By Sgt. James Burchard

YANK Staff Correspondent

SOMEWHERE ON THE TUNISIAN FRONT—If, after all this is over, anybody ever asks me if I ever saw a battle, I am covered. I just returned from a three-day battle, and I shall be willing to tell them how I shot a .45 at a Stuka, but I also shall be forced, out of sheer intellectual honesty, to admit that all that is danger is not necessarily the enemy. My closest call, as a matter of fact, came not from the enemy, but from the magnificent disdain of a fellow correspondent named John Jarvie, who fears neither God nor Jerry.

Jarvie is a red-nosed Scotchman who writes breathless epics for Australian newspapers.

I went forward as to war with his character on Sunday morning with an armored division making ready to attack. Jarvie was sleeping out a mild jag in his 1932 Bugatti when I waked him up a couple of hours after dawn, and said, “Come on, we are going to the front.”

sened tunisia sherman tank 1st armored divison

M4A1 Sherman on the move in Tunisia

Jarvie and I and the Bugatti soon were speeding at the rate of 18 miles an hour toward the Tunisian front. It was a very impressive sight. Tanks, studded with guns, and half-tracks, and scout cars, and artillery, and infantry spread out all over the valley. A very impressive sight, with all of them rolling over the 30-mile road toward Sened, which is a dismal little joint that has just got to be captured if you want to continue eastward.

There undoubtedly is a first-class battle in the making, I said to Jarvie. Jarvie said I was right.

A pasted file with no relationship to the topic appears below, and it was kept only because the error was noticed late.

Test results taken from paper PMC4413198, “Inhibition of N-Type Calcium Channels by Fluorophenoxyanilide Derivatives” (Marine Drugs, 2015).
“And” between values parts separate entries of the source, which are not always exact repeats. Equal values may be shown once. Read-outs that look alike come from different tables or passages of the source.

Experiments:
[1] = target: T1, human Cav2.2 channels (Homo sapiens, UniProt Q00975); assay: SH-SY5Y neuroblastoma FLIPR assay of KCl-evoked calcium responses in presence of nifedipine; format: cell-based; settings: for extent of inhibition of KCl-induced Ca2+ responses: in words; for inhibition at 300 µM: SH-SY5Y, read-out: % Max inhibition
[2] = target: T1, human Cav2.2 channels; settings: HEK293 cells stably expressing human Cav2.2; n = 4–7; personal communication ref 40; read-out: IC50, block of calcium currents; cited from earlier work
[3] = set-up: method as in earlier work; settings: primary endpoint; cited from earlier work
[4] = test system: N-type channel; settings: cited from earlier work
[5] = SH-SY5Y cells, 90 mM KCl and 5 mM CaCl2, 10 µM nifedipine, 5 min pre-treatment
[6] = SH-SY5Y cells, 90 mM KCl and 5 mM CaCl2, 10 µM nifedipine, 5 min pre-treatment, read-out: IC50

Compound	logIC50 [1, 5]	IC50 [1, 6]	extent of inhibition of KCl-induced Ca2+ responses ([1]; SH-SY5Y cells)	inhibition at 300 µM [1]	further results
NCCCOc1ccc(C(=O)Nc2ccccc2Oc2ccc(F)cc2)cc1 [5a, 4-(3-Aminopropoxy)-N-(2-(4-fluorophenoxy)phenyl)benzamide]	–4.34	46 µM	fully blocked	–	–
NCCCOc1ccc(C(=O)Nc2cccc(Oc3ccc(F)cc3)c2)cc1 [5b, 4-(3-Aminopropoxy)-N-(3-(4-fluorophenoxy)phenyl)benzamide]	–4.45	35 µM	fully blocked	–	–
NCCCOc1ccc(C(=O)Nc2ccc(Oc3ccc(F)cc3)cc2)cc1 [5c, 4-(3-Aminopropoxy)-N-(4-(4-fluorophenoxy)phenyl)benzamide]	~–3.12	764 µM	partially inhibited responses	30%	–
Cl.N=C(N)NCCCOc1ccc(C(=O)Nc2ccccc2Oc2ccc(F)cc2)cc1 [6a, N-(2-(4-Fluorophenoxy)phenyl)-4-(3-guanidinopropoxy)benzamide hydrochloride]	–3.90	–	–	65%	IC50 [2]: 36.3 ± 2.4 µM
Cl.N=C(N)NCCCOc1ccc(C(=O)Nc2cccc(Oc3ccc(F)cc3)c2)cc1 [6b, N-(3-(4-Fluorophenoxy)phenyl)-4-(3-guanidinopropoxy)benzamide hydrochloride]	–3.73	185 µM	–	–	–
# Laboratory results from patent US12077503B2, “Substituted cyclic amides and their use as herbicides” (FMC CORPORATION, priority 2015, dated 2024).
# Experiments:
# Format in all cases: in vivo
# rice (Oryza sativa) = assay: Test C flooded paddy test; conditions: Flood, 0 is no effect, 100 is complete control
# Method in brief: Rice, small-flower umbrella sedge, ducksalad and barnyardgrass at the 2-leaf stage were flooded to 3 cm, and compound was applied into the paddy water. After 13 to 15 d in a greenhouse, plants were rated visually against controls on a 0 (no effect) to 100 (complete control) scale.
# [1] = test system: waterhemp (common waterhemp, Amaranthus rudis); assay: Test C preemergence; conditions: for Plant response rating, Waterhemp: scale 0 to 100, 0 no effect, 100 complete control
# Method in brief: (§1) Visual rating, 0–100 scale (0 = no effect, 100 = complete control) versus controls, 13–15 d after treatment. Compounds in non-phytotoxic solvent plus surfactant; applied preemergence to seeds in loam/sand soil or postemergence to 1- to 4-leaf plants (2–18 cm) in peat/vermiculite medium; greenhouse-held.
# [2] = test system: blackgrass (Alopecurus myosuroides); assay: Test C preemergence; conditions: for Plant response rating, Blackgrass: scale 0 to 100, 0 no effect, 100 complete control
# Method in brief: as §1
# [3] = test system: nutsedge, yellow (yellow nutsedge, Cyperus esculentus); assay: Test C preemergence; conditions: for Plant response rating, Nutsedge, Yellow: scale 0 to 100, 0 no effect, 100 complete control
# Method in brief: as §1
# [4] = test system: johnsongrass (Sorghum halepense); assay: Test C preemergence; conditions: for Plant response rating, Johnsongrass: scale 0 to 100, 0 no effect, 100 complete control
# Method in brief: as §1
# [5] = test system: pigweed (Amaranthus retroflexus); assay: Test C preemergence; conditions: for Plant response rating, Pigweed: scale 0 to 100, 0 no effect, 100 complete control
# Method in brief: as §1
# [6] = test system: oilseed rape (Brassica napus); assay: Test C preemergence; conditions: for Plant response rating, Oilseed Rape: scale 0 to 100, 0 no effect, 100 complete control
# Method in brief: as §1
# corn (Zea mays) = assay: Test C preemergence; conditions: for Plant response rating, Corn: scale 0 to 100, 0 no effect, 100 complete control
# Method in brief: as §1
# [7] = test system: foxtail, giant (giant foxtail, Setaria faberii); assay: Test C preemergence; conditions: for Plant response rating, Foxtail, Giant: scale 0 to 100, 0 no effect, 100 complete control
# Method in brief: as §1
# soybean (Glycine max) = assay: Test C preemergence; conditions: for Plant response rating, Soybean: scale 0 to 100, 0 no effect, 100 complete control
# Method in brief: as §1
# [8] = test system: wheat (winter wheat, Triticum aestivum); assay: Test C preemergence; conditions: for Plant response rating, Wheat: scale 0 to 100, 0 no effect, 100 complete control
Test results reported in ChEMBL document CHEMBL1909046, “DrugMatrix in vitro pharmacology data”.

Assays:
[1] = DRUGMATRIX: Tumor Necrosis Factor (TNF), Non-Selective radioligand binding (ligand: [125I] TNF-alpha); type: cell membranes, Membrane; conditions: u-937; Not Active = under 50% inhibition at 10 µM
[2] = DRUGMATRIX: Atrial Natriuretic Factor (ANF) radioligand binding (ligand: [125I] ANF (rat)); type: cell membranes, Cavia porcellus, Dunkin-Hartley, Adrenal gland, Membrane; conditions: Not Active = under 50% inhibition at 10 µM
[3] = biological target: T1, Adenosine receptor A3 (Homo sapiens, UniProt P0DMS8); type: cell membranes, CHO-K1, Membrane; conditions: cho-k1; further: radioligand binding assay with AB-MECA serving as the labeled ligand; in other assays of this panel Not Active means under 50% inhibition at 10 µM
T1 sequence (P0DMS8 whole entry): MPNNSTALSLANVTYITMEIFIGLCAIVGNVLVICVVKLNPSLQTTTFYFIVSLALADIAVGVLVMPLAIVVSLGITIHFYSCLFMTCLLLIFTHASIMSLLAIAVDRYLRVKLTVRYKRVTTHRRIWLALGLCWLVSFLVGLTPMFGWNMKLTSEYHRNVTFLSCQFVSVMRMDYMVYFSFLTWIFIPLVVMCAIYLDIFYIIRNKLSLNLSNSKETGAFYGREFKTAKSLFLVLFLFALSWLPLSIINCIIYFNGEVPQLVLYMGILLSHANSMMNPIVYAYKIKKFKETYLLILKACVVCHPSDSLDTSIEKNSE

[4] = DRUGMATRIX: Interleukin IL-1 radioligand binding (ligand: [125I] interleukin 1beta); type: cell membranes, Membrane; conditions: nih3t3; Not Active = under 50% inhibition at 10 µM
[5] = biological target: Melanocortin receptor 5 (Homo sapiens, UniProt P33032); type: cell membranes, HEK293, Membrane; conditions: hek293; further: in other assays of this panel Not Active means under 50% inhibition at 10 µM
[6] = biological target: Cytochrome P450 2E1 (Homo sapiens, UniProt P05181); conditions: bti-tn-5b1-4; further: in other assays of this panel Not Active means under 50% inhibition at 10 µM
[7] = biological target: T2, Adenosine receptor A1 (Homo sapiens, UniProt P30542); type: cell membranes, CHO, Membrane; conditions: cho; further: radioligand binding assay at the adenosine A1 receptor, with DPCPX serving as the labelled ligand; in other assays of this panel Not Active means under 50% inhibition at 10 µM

sened tunisia WWII 9th division

American GIs of the 9th Infantry Division on the move in North Africa

Both wheels of the Bugatti were out of line, but despite the wobbling we made steady, shimmying progress toward the battle. About noon, Sened was in sight. Many strafed American vehicles were on the road, victims of Messerschmitt’s and Stukas. German planes had employed their favorite tactics of zooming out of the sun. Nine Stukas got in a very solid lick, and Messerschmitt’s blew up a couple of half-tracks and a scout car and smacked a motorcyclist in his belly. One half-track driver continued to fire a .50 caliber machine gun despite a hunk of shrapnel through his left foot. No Germans, however, even bothered with our Bugatti. Even the altitude couldn’t disguise the prehistoric feature of our crate; it wasn’t even worth a good machine gun burst.

Two miles from Sened, the great Australian correspondent broke his silence. He stopped the Bugatti and addressed an American sergeant.

“Is this town,” he asked pontifically, “one of ours?”

The sergeant nodded politely, a sort of non-committal politeness.

Jarvie nodded back in a similar manner and remarked:

“American tanks have done their job. Let us advance into this town and observe the unspeakable carnage. My readers, clinging as they do to my every word, will enjoy my first-hand account of such terror and utter destruction.”

The sergeant nodded once more, but more vaguely than before.

German 88’s were shelling a bit too close to the road so, readers or no readers, Jarvie swing the wheel of the Bugatti and we got the hell off the road.

A mile from Sened, I noted that we seemed to be all alone, half a mile ahead of the American armored column, but I had no fear. All we had to do was drive into Sened to witness our victorious tanks.